Chapter 12, "Journey to the Pouch: Fancy," begins with folk stories about opossums. When early naturalists observed small opossums inside their mothers' pouches, the observers wondered how the young opossums got there. No one had seen and described an opossum in the act of giving birth; many descriptions were based on speculations rather than on observations. For many years before Hartman's work, there were two main theories about how opossum young come to occupy their mother's pouch. The first theory was that the female opossum used her mouth to pick up the baby opossums and place them in her pouch. The other theory was that female opossums could bend their bodies in such a way as to bring the birth canal into contact with the pouch. Zoologists and field biologists accepted both theories, but Hartman's observations discredited these theories. During his opossum research, Hartman had placed nearly twenty opossum neonates in a teaspoon and photographed them. Hartmann included in Chapter 12 the photo, often captioned "A Spoonful of Opossums," to indicate the small size of newborn opossums. This photograph found its way into many high school biology textbooks, either to demonstrate marsupial reproduction or to compare opossum birth to that of other mammals.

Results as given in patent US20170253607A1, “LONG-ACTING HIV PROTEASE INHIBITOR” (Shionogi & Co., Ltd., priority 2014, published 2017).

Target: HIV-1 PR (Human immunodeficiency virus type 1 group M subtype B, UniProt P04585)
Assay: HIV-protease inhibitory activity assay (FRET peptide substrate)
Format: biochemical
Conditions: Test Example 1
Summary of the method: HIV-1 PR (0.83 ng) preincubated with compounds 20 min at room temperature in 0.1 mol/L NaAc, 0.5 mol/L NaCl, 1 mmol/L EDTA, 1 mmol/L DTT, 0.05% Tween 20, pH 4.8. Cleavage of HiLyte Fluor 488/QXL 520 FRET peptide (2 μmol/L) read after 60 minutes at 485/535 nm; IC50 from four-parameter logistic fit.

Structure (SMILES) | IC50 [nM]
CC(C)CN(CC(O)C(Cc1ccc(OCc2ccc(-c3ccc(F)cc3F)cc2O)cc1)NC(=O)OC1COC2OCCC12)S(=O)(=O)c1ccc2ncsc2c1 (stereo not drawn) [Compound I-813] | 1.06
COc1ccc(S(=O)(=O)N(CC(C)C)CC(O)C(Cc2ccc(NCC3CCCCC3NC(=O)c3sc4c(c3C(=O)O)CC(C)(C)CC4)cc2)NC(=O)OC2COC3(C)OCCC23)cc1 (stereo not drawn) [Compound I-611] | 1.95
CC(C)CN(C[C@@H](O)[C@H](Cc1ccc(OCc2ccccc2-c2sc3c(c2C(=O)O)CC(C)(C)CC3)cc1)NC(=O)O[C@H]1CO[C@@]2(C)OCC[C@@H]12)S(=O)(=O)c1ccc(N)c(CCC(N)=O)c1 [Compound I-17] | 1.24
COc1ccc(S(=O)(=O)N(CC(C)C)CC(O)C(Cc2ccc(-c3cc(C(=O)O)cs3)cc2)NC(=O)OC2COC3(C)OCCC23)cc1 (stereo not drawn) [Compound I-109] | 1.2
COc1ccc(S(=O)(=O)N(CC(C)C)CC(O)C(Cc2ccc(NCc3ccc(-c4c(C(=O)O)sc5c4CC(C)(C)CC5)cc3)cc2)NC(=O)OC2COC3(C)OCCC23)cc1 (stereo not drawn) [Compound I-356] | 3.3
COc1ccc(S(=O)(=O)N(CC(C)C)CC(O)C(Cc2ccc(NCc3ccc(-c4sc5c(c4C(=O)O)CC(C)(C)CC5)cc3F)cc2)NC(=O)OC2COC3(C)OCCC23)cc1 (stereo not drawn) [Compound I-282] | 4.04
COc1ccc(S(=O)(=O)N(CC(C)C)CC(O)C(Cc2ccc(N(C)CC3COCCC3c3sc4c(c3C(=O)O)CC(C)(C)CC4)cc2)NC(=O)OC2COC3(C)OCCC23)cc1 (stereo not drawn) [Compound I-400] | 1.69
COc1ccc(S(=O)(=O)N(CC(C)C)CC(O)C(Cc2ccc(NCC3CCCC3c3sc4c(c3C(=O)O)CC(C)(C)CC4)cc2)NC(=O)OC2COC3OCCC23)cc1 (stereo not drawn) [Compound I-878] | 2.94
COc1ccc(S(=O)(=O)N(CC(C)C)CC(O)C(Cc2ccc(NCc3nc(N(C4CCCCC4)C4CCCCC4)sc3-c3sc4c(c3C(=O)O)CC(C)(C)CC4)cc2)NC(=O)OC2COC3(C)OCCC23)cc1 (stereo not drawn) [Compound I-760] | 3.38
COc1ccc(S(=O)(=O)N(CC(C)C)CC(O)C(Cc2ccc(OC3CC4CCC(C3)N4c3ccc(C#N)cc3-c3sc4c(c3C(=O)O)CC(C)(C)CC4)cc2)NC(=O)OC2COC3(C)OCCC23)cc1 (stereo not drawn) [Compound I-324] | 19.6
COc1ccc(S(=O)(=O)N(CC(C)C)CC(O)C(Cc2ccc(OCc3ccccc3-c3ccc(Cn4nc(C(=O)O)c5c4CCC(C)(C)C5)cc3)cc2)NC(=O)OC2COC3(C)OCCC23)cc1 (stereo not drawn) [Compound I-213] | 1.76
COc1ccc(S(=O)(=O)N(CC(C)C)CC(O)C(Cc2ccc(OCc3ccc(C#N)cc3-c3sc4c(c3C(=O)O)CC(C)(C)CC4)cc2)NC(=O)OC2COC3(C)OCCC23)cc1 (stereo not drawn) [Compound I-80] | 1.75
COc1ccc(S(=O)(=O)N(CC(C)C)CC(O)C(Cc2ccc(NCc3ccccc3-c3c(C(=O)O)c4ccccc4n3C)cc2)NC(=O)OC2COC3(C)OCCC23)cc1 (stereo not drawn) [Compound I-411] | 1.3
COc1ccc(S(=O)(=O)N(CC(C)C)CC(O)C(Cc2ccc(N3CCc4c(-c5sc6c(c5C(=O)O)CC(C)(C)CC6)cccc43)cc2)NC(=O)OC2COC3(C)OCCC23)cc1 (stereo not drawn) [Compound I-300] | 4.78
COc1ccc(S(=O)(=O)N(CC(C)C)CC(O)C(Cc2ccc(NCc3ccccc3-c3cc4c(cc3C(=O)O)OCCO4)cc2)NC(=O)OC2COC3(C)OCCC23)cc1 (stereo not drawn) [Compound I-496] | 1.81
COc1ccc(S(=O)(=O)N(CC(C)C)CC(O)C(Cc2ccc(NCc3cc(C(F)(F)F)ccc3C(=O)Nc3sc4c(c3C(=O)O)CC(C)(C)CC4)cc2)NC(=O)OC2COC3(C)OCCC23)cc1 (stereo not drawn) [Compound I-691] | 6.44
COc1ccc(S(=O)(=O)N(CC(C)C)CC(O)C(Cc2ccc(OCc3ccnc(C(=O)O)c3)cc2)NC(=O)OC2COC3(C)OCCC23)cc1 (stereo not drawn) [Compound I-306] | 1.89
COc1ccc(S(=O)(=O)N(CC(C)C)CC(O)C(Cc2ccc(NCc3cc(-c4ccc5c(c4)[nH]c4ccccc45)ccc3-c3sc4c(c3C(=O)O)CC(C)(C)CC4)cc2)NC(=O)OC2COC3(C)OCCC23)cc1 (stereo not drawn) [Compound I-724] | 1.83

In Chapter 13, "Journey to the Pouch: Fact," Hartman describes what earlier investigators had missed—how blind neonatal opossums make their way to their mother's pouch. Hartman observed a pregnant opossum without break to see the birth and migration of young opossums. He housed the pregnant opossum in a cage located just outside his window, and within a few days, she became restless and began licking her pouch. Hartman then observed the opossum move to the corner of the cage where she sat upright. After several abdominal contractions, the opossum bent forward and licked her vulva. Several tiny opossums appeared and, after the membranes surrounding them broke, the young traveled by their own efforts to the mother's pouch—three inches up, over matted and tangled hair.
Once in the pouch, opossum young locate one of thirteen available mammary nipples. If opossums have more than thirteen young, which they often do, the young that cannot locate a vacant nipple die. Hartman observed that opossum mothers don't assist their young by picking them up in her mouth or laying down a milk trail for the young opossums to follow. Rather, the mother's constant licking of her abdomen seemed to provide a path on which the blind opossum young can navigate.